1851 Black Map of Mexico, California, and Texas
Description: This is a fine example of the 1851 Black Map of Mexico, California and Texas. It covers from the southern border of Oregon as far south as Guatemala including New Mexico (with modern day Arizona), Utah (with modern day Nevada), and California. An inset map on the lower left corner details Guatemala and Belize. The form of this map is odd, as in addition to Mexico, it includes the former Mexican territory of Upper California (including Utah and New Mexico Territories) which was ceded from Mexico at the end the Mexican American war in the 1848 Treaty of Guadeloupe Hidalgo. This suggests that the Blacks found it easier to update an earlier map to reflect these political changes rather than to issue a completely new Mexico map - even though several years had passed since the Treaty. Texas, in 1845, following nearly a decade of semi-independence, joined the United States, becoming its 28th state and is here shown as part of the United States. The map erroneously combines Great Salt Lake and Utah Lake - a curious and uncommon mistake that is most likely merely an engravers blunder. The interiors of the western United States remain relatively unmapped though coastlines are accurately rendered. Various cities, towns, rivers, mountains and other topographical details are noted with relief shown by hachures. This map was engraved by Sidney Hall and issued as plate no. LVIX in the 1851 edition of Black's General Atlas of the World.
Date: 1851 (undated)
Source: Black, A. and C., General Atlas Of The World, (Edinburgh) 1851.
References: Rumsey 2305.059 (1854 edition). Philips (atlases) 4334.
Cartographer: Charles and his uncle Adam Black of Edinburgh, Scotland, founded their publishing firm in 1807. They published a series of maps and atlases throughout the 19th century. In addition to an array of atlases, the Black firm is known for their editions of the Encyclopedia Britannica (1817 - 1826) and the first publishing of Sir Walter Scott's novels in 1854. In 1889 the A. & C. Black publishing house moved to London where it remains in operation to this day. Click here for a list of rare maps by Charles & Adam Black.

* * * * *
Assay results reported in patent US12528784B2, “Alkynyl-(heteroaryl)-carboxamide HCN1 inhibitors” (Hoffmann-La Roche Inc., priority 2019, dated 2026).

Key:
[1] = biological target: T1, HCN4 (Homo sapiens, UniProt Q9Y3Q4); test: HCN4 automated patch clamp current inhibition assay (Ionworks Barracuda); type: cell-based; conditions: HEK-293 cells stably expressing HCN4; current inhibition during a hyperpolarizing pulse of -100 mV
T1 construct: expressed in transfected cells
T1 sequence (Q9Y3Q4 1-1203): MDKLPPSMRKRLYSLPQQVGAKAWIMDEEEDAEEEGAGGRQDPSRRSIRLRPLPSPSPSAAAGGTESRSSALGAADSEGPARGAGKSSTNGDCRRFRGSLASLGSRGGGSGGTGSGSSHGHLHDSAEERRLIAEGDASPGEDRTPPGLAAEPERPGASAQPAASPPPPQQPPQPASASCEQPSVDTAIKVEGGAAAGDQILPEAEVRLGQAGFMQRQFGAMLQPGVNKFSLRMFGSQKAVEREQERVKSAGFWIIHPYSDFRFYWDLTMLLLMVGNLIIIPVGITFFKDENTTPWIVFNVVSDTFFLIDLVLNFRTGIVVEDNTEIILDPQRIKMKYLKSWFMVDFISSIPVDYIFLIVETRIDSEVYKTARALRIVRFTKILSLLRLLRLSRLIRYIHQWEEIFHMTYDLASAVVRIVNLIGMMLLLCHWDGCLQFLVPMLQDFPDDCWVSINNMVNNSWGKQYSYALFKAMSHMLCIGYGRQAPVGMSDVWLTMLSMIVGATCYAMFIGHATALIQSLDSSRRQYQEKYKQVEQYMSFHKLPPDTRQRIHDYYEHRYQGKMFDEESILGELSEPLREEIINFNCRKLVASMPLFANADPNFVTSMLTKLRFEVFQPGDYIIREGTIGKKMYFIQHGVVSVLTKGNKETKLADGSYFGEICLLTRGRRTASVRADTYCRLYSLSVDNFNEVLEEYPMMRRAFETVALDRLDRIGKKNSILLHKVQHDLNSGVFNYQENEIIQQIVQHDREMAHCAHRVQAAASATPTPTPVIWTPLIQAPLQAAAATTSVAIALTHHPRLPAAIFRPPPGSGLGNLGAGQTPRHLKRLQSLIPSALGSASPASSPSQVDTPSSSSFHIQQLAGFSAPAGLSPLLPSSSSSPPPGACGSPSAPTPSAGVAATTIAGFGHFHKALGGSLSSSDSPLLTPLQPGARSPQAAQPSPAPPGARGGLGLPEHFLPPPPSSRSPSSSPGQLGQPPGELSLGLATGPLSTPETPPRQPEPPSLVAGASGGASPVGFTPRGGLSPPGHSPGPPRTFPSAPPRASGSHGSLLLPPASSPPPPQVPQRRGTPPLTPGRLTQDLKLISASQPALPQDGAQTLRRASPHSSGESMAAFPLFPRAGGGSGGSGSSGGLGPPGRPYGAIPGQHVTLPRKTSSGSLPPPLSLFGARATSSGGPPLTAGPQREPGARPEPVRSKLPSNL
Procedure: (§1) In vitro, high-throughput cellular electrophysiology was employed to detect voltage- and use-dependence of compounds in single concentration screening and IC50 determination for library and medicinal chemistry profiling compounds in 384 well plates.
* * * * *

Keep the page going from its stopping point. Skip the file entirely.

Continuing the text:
Cartographer: Sidney Hall (1788 - 1831) was an English engraver and map publisher active in London during the late 18th and early 19th centuries. His earliest imprints, dating to about 1814, suggest a partnership with Michael Thomson, another prominent English map engraver. Hall engraved for most of the prominent London map publishers of his day, including Aaron Arrowsmith, William Faden, William Harwood, and John Thomson, among others. Hall is credited as being one of the earliest adopters of steel plate engraving, a technique that allowed for finer detail and larger print runs due to the exceptional hardness of the medium. Upon his early death - he was only in his 40s - Hall's business was inherited by his wife, Selina Hall, who continued to publish under the imprint, "S. Hall", presumably for continuity. The business eventually passed to Sidney and Selina's nephew Edward Weller, who became extremely prominent in his own right. Click here for a list of rare maps by Sidney Hall.
Size: Printed area measures 11 in height x 16 inches in width (27.94 x 40.64 centimeters)
Condition: Very good. Minor overall toning. Blank on verso. Minor foxing.
Code: Mexico-black-1851 (to order by phone call: 646-320-8650)
© Geographicus Rare Antique Maps, Kevin Brown, 2/4/2015